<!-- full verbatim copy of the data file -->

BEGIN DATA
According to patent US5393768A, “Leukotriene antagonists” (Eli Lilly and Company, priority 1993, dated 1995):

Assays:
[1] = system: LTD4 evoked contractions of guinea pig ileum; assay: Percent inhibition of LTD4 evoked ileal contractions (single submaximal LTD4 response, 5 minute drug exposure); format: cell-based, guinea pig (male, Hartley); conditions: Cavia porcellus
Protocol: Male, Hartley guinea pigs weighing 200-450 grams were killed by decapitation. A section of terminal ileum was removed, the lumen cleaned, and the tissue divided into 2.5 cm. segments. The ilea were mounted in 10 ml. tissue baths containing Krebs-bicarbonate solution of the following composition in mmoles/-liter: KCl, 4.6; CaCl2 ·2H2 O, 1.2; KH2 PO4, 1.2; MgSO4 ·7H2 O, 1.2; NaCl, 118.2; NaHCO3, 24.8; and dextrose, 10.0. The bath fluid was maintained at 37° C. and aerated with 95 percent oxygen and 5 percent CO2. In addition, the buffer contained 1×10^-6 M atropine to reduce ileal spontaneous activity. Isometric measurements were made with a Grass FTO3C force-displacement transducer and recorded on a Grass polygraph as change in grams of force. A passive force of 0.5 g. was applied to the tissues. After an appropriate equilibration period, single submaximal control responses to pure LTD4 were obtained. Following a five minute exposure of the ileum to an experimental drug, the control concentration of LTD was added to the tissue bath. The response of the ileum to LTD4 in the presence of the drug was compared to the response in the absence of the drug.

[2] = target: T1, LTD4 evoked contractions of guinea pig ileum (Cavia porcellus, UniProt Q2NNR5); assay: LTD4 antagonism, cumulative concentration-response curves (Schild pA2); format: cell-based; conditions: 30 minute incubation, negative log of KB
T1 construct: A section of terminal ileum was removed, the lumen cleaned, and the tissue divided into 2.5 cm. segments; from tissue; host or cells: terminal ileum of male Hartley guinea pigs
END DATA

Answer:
According to patent US5393768A, “Leukotriene antagonists” (Eli Lilly and Company, priority 1993, dated 1995):

Assays:
[1] = system: LTD4 evoked contractions of guinea pig ileum; assay: Percent inhibition of LTD4 evoked ileal contractions (single submaximal LTD4 response, 5 minute drug exposure); format: cell-based, guinea pig (male, Hartley); conditions: Cavia porcellus
Protocol: Male, Hartley guinea pigs weighing 200-450 grams were killed by decapitation. A section of terminal ileum was removed, the lumen cleaned, and the tissue divided into 2.5 cm. segments. The ilea were mounted in 10 ml. tissue baths containing Krebs-bicarbonate solution of the following composition in mmoles/-liter: KCl, 4.6; CaCl2 ·2H2 O, 1.2; KH2 PO4, 1.2; MgSO4 ·7H2 O, 1.2; NaCl, 118.2; NaHCO3, 24.8; and dextrose, 10.0. The bath fluid was maintained at 37° C. and aerated with 95 percent oxygen and 5 percent CO2. In addition, the buffer contained 1×10^-6 M atropine to reduce ileal spontaneous activity. Isometric measurements were made with a Grass FTO3C force-displacement transducer and recorded on a Grass polygraph as change in grams of force. A passive force of 0.5 g. was applied to the tissues. After an appropriate equilibration period, single submaximal control responses to pure LTD4 were obtained. Following a five minute exposure of the ileum to an experimental drug, the control concentration of LTD was added to the tissue bath. The response of the ileum to LTD4 in the presence of the drug was compared to the response in the absence of the drug.

[2] = target: T1, LTD4 evoked contractions of guinea pig ileum (Cavia porcellus, UniProt Q2NNR5); assay: LTD4 antagonism, cumulative concentration-response curves (Schild pA2); format: cell-based; conditions: 30 minute incubation, negative log of KB
T1 construct: A section of terminal ileum was removed, the lumen cleaned, and the tissue divided into 2.5 cm. segments; from tissue; host or cells: terminal ileum of male Hartley guinea pigs